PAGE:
Baptist Catholicity: Sacramental Theology

Mark 5: Adopting a Sacramental Theology

If there’s one thing I disagree with when it comes to Bapto-Catholics…

…it’s this. I disagree with viewing the ordinances as sacraments to begin with, but more importantly I disagree that learning from the authority of the Great Tradition necessarily requires Baptists to change a piece of our theology that we can trace to the early 1600s. A few weeks ago, I posed a question about sacramental theology on my Facebook. Should you be interested, here is that post (the intersting stuff, obviously, is deep in the comments):

Now that you are fully aware of my bias, and the weakness I find in this argument, let me do my best to describe the thinking. As best as I can understand, the goal of Bapto-Catholic thought is to learn as much as we can from Church tradition, while keeping the Baptist distinctives of priesthood of the believer and believer’s baptism. Therefore, we’ve already talked about looking to our tradition for guidance, forming together through an ancient, yet fresh liturgy, and recognizing the value in creeds. All of these things would connect us to a tradition deeper than ourselves. The argument from there would go that from some of the earliest churches, Christians have sought (and found) the presence and endowment of God’s grace. Therefore, the thinking goes, we should add value and meaning to our observances of the sacraments by giving them the understanding that the majority of Christians from the majority of Christian History gave to them.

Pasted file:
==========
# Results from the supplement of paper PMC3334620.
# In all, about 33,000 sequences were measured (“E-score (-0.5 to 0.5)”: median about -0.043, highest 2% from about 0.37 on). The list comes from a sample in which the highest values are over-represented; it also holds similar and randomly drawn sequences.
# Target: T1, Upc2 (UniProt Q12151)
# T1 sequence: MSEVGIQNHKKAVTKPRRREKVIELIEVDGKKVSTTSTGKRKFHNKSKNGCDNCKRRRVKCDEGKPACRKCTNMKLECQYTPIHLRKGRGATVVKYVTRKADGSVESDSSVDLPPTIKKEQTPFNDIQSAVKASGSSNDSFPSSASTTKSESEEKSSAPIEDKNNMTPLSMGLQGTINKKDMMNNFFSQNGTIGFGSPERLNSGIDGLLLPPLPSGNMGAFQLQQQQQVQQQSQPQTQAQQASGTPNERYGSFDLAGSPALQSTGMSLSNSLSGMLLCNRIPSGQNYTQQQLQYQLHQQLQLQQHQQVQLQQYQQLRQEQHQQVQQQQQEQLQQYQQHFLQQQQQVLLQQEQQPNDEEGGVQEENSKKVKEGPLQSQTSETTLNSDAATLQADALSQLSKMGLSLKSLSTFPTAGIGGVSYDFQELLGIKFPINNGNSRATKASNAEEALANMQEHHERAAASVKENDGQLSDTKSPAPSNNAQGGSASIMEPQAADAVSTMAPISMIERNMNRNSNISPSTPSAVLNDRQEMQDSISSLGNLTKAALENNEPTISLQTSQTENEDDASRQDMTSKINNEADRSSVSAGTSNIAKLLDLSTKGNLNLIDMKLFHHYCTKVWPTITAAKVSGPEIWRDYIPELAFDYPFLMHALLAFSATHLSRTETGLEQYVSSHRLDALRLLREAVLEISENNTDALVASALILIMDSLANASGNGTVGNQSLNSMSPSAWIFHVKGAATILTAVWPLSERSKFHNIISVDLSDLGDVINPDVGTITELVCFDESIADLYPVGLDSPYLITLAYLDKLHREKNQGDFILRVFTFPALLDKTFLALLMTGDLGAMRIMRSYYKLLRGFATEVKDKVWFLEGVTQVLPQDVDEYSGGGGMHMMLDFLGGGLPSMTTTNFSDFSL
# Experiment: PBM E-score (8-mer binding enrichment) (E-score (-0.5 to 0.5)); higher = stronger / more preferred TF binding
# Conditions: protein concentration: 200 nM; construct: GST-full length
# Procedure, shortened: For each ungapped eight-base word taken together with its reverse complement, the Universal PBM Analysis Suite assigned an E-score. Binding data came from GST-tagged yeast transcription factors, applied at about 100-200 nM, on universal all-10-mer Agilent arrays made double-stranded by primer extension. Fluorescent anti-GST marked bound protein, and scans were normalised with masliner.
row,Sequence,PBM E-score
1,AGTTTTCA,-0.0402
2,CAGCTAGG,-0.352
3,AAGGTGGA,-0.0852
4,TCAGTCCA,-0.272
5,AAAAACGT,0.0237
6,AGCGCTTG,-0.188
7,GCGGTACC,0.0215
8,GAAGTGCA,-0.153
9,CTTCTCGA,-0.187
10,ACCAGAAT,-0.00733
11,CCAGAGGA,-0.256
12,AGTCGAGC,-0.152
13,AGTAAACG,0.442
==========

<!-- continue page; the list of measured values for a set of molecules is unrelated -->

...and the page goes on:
So, where do we go from here?

It’s painfully obvious that I disagree with this idea. But part of the beauty of being Baptist is the ability to hear the Spirit for yourself. Beyond that, the field of Baptist Catholicity is experimental, new, and… quite frankly, still extremely tiny. In the book Towards Baptist Catholicity, Steve Harmon contends that most Bapto-Catholics won’t agree with all seven marks. Because we are all our own priests, seeking the Tradition together, we can agree to disagree happily.


(Unless, of course, you’re the Baptist General Convention of Texas)